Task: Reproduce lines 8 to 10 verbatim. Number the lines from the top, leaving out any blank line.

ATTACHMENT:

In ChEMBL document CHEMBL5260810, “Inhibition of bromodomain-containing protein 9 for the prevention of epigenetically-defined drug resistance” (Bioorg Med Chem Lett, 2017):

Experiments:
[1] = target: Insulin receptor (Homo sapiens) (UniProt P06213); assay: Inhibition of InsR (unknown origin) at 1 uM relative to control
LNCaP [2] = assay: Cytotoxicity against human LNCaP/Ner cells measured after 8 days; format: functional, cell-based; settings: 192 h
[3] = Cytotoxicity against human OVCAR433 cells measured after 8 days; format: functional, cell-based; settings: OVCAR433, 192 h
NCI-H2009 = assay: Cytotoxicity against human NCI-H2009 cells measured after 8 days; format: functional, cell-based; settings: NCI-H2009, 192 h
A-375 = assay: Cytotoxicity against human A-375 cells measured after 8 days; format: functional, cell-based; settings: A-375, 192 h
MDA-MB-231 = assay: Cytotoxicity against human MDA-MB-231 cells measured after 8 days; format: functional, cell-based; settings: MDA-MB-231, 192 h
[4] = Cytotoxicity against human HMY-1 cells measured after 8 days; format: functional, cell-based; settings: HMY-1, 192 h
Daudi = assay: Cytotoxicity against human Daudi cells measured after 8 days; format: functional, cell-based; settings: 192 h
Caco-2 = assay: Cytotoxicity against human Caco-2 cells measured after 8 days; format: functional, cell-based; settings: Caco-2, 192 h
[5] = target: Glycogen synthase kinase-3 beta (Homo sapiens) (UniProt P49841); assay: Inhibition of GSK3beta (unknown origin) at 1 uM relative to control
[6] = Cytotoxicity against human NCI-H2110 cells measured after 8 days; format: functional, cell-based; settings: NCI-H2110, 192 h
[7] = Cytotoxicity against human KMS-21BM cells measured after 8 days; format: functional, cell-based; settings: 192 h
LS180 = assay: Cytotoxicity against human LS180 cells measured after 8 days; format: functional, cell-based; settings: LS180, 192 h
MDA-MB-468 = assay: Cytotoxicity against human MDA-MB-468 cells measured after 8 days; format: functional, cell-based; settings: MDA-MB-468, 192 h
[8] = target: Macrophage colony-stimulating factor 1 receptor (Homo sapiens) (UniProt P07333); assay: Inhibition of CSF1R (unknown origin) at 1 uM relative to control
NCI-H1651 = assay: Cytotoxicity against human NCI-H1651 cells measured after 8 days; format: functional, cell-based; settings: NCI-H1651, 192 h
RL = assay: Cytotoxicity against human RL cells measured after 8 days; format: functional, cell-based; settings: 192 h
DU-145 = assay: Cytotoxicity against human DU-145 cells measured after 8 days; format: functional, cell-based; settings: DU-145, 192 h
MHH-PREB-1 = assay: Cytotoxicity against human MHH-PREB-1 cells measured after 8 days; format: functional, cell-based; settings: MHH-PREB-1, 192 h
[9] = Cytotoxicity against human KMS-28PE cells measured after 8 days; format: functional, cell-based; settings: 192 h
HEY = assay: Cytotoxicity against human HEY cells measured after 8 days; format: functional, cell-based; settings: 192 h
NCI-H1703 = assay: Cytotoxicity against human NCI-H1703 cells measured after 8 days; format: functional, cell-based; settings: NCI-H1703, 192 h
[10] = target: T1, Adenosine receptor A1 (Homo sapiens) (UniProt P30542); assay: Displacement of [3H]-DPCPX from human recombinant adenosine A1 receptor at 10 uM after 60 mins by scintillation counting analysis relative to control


MDA-MB-231 = assay: Cytotoxicity against human MDA-MB-231 cells measured after 8 days; format: functional, cell-based; settings: MDA-MB-231, 192 h
[4] = Cytotoxicity against human HMY-1 cells measured after 8 days; format: functional, cell-based; settings: HMY-1, 192 h
Daudi = assay: Cytotoxicity against human Daudi cells measured after 8 days; format: functional, cell-based; settings: 192 h